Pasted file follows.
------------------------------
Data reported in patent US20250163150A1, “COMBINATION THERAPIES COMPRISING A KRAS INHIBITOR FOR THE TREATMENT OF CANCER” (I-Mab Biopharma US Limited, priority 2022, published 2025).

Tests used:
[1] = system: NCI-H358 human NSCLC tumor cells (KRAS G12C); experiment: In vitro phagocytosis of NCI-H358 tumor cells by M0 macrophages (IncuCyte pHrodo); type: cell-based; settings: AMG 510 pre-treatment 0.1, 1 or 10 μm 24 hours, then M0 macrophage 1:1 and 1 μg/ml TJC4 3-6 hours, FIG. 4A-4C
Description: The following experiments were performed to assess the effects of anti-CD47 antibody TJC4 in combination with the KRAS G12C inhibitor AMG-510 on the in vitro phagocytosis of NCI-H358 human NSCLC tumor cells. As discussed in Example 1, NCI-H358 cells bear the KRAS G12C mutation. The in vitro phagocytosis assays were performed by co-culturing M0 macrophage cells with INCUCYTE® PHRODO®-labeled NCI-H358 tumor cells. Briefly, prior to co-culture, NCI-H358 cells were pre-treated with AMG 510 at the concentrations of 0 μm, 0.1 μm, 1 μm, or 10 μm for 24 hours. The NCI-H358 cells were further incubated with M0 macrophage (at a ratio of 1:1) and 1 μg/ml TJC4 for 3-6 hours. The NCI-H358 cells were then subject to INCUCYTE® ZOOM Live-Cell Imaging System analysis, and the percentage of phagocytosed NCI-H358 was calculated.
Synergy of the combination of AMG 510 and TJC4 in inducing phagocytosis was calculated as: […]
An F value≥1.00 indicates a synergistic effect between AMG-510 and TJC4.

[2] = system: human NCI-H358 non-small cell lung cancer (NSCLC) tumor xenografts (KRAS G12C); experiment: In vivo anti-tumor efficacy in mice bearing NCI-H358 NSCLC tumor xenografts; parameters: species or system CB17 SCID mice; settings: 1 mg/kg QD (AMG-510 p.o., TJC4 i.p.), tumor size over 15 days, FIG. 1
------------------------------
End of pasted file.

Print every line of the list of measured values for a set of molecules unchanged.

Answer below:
Data reported in patent US20250163150A1, “COMBINATION THERAPIES COMPRISING A KRAS INHIBITOR FOR THE TREATMENT OF CANCER” (I-Mab Biopharma US Limited, priority 2022, published 2025).

Tests used:
[1] = system: NCI-H358 human NSCLC tumor cells (KRAS G12C); experiment: In vitro phagocytosis of NCI-H358 tumor cells by M0 macrophages (IncuCyte pHrodo); type: cell-based; settings: AMG 510 pre-treatment 0.1, 1 or 10 μm 24 hours, then M0 macrophage 1:1 and 1 μg/ml TJC4 3-6 hours, FIG. 4A-4C
Description: The following experiments were performed to assess the effects of anti-CD47 antibody TJC4 in combination with the KRAS G12C inhibitor AMG-510 on the in vitro phagocytosis of NCI-H358 human NSCLC tumor cells. As discussed in Example 1, NCI-H358 cells bear the KRAS G12C mutation. The in vitro phagocytosis assays were performed by co-culturing M0 macrophage cells with INCUCYTE® PHRODO®-labeled NCI-H358 tumor cells. Briefly, prior to co-culture, NCI-H358 cells were pre-treated with AMG 510 at the concentrations of 0 μm, 0.1 μm, 1 μm, or 10 μm for 24 hours. The NCI-H358 cells were further incubated with M0 macrophage (at a ratio of 1:1) and 1 μg/ml TJC4 for 3-6 hours. The NCI-H358 cells were then subject to INCUCYTE® ZOOM Live-Cell Imaging System analysis, and the percentage of phagocytosed NCI-H358 was calculated.
Synergy of the combination of AMG 510 and TJC4 in inducing phagocytosis was calculated as: […]
An F value≥1.00 indicates a synergistic effect between AMG-510 and TJC4.

[2] = system: human NCI-H358 non-small cell lung cancer (NSCLC) tumor xenografts (KRAS G12C); experiment: In vivo anti-tumor efficacy in mice bearing NCI-H358 NSCLC tumor xenografts; parameters: species or system CB17 SCID mice; settings: 1 mg/kg QD (AMG-510 p.o., TJC4 i.p.), tumor size over 15 days, FIG. 1